Germany: No duty for employers to translate contract into employee’s native language even if employee not proficient in contract language.
An employee who signs a contract written in German must accept adverse contract clauses even if he is not proficient in German and therefore cannot comprehend all the details in the contract.
In the opinion of the German Federal Labour Court (BAG) this will apply even if contract negotiations are conducted in a foreign language before the contract is signed. These negotiations do not justify the employer’s general obligation to translate the employment agreement into the employee’s native language without being asked.
The court explained its reasoning by stating that where an employee lacks language skills in the contract language this cannot be an obstacle to the validity of signing the contract. Unconditional acceptance of an employment agreement can be seen from the employer’s standpoint only in the sense that the employee accepts the contract as a whole. Lack of language skills on the part of the employee cannot be held to the responsibility of the employer. In such a situation the employee has the opportunity to ask for time to consider, for a translation, or can arrange a translation on his own. As such opportunities are available to the employee, the risk is his if he fails to ask for help and signs the contract unaware of its content.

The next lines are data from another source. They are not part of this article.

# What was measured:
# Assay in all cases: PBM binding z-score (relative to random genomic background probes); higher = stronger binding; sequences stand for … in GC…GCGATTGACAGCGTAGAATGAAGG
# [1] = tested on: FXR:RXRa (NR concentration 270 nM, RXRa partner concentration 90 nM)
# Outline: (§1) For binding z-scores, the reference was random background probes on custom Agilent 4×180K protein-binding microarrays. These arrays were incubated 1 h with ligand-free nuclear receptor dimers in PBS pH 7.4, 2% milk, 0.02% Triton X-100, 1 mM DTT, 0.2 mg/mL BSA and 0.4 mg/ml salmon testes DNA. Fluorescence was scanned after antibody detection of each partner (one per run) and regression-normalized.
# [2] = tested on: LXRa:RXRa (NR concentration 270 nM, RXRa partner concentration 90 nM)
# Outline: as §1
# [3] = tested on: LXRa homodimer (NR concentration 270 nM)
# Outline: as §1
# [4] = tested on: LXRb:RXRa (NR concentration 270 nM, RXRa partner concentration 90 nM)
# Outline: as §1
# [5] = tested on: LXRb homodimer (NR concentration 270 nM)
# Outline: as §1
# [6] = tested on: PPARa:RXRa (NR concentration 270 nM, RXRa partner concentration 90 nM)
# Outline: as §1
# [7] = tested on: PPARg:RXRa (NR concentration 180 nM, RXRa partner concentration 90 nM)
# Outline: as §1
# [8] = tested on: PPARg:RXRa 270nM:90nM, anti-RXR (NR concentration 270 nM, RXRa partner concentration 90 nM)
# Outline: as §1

In these circumstances an employee has to accept being treated like a person who signs a contract without having read it beforehand.
Practical tip: while employers will welcome this decision from their own point of view, they should not use it to exploit an employee’s lack of language skills. Violation of moral principles and fraud would invalidate the contract independently from lack of language skills.
Source: Federal Labour Court; Reference number: AZR 252/12 (B)